Massive redevelopment of Statesman site makes it to Austin Planning Commission

Kathryn Hardison | Staff Writer
Source: Austin Business Journal

After many years of planning, the proposed transformation of the Austin American-Statesman property just outside downtown Austin is coming back into focus at the municipal level.

The highly anticipated redevelopment, which would span about 19 acres along Lady Bird Lake, was considered into the late hours of the evening on Dec. 14 by the Austin Planning Commission. Endeavor Real Estate Group LLC — developer of Southpark Meadows and The Domain — is leading redevelopment of the tract, which is part of the city’s wider South Central Waterfront Initiative that envisions dense, mixed-use development along the water.

Transformation of the Statesman site may include up to 1,378 residential units, a 275-room hotel, 1.5 million square feet of office space and 150,000 square feet of commercial and restaurant space, according to city documents. That could result in twice as much square footage as Barton Creek Square mall and a high-rise or two taller than the Frost Bank Tower.

Other priorities include reconstruction of 1,700 feet of the Ann and Roy Butler Hike and Bike Trail along the waterfront and enhancing the area under the Congress Avenue Bridge where people often gather to watch the world’s largest urban bat colony take flight.

The complex proposal merited a robust conversation at the meeting, which ultimately led to postponement to allow more time for commissioners to grasp the project details. In late January, the Planning Commission will also form a working group to nail down project recommendations for the planned unit development.

“Now that it’s just coming to us, I want to slow the process just a little bit,” Commissioner Jennifer Mushtaler said. “We won’t get back the bat colony if we screw this up. We won’t get back water quality if we screw this up. We won’t get back green space if we screw this up.”

Some commissioners wanted to know more information about the tax increment reinvestment zone that will be used to finance the project, while others were concerned about affordable housing requirements and protecting the integrity of the trail and Lady Bird Lake. The need for an additional hotel in the downtown vicinity was also questioned at the meeting.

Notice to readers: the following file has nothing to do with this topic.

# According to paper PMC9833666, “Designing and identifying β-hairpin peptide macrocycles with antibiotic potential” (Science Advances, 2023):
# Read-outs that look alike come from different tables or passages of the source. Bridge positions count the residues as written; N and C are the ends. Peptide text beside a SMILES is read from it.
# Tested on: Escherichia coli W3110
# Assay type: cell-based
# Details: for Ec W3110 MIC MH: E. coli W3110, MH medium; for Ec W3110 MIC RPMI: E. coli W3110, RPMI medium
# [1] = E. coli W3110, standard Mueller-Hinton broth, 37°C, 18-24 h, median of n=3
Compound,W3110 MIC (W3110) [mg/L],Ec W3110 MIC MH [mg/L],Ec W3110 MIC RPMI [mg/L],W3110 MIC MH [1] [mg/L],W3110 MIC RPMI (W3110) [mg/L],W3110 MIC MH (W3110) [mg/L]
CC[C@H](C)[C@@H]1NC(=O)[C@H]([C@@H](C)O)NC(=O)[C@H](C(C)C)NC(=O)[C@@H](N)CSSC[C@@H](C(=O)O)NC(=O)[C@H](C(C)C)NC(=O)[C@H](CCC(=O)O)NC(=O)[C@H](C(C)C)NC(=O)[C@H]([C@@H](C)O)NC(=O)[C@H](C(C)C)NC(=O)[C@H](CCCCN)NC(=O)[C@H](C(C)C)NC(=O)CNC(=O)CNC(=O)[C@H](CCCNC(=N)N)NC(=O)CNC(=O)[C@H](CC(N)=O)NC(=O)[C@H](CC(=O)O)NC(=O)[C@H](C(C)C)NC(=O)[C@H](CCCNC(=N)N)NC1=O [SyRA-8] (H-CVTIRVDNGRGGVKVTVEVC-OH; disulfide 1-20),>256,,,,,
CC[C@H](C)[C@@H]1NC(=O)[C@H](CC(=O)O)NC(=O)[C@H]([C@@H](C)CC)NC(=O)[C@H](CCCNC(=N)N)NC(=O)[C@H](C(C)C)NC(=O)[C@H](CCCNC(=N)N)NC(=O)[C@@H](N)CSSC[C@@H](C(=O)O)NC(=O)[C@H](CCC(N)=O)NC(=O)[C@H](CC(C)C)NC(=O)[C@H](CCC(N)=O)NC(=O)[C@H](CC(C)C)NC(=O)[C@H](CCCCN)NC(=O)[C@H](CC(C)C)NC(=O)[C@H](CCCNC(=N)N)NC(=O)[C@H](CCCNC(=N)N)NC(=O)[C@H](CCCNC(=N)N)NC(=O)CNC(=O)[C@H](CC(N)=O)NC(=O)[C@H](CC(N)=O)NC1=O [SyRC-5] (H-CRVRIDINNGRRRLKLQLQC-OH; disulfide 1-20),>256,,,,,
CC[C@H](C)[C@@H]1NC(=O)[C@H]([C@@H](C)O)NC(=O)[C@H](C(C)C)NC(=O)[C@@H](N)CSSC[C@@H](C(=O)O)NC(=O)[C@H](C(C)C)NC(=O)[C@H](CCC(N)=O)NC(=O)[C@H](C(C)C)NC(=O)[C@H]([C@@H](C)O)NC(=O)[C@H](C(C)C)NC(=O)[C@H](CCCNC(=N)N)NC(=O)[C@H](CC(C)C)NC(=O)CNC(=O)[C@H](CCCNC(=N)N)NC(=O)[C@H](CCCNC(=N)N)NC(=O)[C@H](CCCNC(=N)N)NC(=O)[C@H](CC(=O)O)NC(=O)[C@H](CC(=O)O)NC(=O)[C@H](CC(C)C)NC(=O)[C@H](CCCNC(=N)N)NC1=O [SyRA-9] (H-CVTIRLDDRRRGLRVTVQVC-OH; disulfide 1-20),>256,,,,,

Richard Suttle, land use attorney with Armbrust & Brown PLLC and representative for the developer, told commissioners that the plan isn’t set in stone and that the team is open to commissioners’ suggestions.

“We’ll try to incorporate all of the recommendations that we can, while keeping in mind that we have to have a viable project,” Suttle said. “There’s lots to work with, and we’re confident that we can earn your recommendation.”

Under the current proposal, 4% of residential space, 55 units, would be dedicated to affordable housing, or the developer would pay fees-in-lieu for affordable owner-occupied housing, Planning and Zoning Department leader Jerry Rusthoven said at the meeting. That percentage of affordable housing is a little lower than usual because of the amount of parkland and right-of-ways that the developer has agreed to give up under the 2016 South Central Waterfront Initiative, Rusthoven said. One-third of the overall tract will be dedicated parkland, and the developer will also dedicate property to a transit stop for the future $7.1 billion Project Connect plan.

The city’s South Central Waterfront plan covers 118 acres and 32 private properties situated along the south shore of Lady Bird Lake. The plan was adopted by Austin City Council in 2016 and calls for creating walkable environments, expanding open spaces and maintaining affordable housing. The fledgling Austin Economic Development Corp. has been tasked to help manage the initiative.

The financial backbone of the South Central Waterfront plan is still in the works. City Council will consider creating a tax increment reinvestment zone, or TIRZ, at a special called meeting on Dec. 20. Tax increment financing is a tool municipal governments use to finance redevelopment projects using future tax revenue from new development.

“We won’t build the plan if there’s no TIRZ,” Suttle said during the meeting.

The entire South Central Waterfront plan could cost $252 million, according to city documents, and a TIRZ could cover a large portion of that cost. Other Austin projects such as the Waller Creek Tunnel and Mueller have benefitted from tax increment financing districts.

The Statesman site, located at 305 S. Congress Ave., is owned by the Cox family, which bought it from their namesake newspaper chain, Cox Media Group, in 2015Endeavor was hired as master developer in early 2017 and Chicago-based architecture and urban planning firm Skidmore Owings & Merrill LLP is leading design efforts.

Suttle played a video of the planned project during the commission meeting that can be viewed at the 2 hour, 20 minute mark here.